“It has taken our legislature 10 years to finally adopt a budget that is stable and predictable, without playing budget tricks and sweeping funds for one-time money,” said Louisiana Federation of Teachers President Larry Carter. “Now it’s time to address the neglect the situation that bad decisions by the previous administration brought us to.”
The AFT study shows that Louisiana is one of 25 states that spends less on K-12 education, when controlled for inflation, than before the 2008 recession. The story is even worse for higher education, where spending cuts forced unprecedented hikes in tuition and fees for students.
If Louisiana were to keep even with the level of education spending in 2008, the study says, our state would have to invest $834 million in colleges and universities, and $248 million in K-12 education.
After reaching parity with other Southern states in 2007, Louisiana’s average K-12 teacher salaries actually declined between 2012 and 2016. A number of respected university professors left the state, taking their research grants with them. Numerous reports have documented the decline in university facilities as state funding shrank.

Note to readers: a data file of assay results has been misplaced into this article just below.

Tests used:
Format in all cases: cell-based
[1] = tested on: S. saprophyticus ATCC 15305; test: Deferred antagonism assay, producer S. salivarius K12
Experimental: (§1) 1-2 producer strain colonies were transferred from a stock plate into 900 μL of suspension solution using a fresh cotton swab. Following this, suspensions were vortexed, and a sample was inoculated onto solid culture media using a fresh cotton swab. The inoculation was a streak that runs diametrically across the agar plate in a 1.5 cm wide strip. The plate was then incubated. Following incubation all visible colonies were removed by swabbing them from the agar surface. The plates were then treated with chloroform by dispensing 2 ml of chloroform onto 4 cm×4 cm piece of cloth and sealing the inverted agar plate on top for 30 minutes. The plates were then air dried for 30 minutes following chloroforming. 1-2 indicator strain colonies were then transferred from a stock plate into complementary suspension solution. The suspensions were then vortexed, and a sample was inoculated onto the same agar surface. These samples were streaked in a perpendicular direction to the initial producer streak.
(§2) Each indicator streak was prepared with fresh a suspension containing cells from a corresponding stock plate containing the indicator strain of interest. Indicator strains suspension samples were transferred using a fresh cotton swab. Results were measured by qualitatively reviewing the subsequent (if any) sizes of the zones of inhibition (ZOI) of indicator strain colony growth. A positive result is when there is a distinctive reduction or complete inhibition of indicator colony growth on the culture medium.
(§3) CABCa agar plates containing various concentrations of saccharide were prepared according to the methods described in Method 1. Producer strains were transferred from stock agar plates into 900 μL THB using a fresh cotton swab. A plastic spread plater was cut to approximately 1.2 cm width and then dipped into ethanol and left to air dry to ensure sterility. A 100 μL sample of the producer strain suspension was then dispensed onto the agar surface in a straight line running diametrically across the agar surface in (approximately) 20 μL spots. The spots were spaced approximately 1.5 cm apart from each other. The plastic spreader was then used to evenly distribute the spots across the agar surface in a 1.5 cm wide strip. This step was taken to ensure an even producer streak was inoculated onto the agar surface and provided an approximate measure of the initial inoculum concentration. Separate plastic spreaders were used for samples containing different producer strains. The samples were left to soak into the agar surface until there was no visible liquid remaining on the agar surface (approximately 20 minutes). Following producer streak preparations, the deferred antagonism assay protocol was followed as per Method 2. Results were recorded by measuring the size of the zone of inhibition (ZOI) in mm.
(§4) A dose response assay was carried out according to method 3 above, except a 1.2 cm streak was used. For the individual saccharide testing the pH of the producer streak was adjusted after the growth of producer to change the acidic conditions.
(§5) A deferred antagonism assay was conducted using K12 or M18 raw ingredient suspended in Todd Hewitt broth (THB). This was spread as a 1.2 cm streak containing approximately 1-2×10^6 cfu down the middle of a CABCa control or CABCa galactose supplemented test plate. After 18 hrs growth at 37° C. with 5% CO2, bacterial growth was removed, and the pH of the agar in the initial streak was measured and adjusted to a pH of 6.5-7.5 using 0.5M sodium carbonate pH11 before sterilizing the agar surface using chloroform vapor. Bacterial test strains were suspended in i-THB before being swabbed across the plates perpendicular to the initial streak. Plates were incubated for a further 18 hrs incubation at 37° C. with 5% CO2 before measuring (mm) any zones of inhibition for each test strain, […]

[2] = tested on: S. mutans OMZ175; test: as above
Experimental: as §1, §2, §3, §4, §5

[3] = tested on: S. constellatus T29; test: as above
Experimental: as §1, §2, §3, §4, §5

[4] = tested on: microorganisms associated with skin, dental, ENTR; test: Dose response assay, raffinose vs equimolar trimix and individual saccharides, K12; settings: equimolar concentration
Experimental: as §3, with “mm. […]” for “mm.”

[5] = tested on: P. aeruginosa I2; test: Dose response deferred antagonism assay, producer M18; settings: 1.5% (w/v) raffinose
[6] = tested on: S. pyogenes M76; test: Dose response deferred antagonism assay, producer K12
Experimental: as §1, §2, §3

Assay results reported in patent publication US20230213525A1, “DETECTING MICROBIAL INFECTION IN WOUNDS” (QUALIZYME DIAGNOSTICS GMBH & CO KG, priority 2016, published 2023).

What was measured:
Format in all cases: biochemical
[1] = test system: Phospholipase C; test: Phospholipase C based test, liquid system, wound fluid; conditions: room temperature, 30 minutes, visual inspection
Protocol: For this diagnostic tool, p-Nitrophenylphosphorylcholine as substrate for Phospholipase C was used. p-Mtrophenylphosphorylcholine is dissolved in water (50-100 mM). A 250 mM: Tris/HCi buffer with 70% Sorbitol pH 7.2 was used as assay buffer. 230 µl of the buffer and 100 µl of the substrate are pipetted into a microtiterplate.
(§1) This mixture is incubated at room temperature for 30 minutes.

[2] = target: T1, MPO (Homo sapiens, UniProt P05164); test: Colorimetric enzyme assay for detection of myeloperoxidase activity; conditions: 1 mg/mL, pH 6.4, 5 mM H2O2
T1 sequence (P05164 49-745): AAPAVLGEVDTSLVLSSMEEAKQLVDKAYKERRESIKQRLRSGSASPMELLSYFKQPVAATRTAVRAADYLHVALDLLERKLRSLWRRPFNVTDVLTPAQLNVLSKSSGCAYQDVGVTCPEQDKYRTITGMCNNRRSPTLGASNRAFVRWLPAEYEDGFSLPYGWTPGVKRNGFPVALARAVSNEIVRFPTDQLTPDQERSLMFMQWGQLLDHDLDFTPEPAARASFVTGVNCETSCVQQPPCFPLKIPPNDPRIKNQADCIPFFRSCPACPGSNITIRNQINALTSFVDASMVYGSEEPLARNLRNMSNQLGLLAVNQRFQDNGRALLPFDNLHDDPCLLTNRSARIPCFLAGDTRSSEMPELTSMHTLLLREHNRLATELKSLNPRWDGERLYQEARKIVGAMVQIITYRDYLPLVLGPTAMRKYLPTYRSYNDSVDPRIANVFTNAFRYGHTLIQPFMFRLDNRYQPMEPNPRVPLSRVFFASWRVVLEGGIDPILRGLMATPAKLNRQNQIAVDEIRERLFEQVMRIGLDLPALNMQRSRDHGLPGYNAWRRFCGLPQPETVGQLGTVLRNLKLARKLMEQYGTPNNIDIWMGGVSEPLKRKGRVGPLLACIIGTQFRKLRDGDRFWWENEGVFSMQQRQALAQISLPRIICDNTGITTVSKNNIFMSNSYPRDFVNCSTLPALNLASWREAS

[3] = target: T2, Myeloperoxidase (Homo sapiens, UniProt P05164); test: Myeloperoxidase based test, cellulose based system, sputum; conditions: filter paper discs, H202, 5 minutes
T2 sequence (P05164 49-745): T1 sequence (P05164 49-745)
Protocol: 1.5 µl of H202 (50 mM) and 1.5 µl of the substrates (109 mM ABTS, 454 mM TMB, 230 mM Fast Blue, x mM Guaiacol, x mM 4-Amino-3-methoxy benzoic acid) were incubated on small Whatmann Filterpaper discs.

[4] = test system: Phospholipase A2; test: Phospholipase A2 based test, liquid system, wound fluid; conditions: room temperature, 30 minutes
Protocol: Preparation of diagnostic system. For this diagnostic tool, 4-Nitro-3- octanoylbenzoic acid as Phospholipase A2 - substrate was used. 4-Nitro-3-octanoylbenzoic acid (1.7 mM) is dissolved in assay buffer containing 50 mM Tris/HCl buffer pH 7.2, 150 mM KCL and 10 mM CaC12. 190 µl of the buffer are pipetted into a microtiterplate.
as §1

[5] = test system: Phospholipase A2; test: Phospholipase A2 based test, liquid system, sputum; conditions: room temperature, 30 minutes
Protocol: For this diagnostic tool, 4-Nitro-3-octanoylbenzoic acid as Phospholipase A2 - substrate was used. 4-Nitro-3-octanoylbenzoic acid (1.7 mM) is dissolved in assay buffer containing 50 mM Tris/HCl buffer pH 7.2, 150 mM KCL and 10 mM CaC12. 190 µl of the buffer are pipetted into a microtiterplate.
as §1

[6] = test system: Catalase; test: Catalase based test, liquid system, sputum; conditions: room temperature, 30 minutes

Many states suffered during the post-recession “decade of neglect,” but the AFT study shows that Louisiana’s problems were largely self-inflicted.
By 2008, Louisiana’s budget was flush, mainly due to federal assistance following devastating hurricanes and high oil prices. The state was actually generating a surplus. But instead of using that opportunity to create a stable budget, Gov. Bobby Jindal and the legislature went on a tax-cutting spree. Jindal cut taxes a total of six times, and the state reduced its tax effort by 6.7 percent.
Then the federal recovery funds dried up, oil prices tanked, and the recession rocked the world economy. Unable to ride out the fiscal storm because of the Jindal cuts, and unwilling to raise revenues, lawmakers cut higher education and froze K-12 funding.
“Our economy is starting to roll again,” said Carter. “We can’t make the mistakes of the past all over again. It’s time to make up for our losses, invest in our schools, and make education the cornerstone of future development in our state.”
Carter noted that a big majority of Louisiana teachers are willing to take job actions if leaders fail to address the losses that educators have suffered in the past decade.
“There is great unrest in the education community,” Carter said. “Elected officials will ignore us at their peril. We understand that it is up to us to demand the changes that must be made. We care, we show up, we fight, and we vote. We will not be denied.”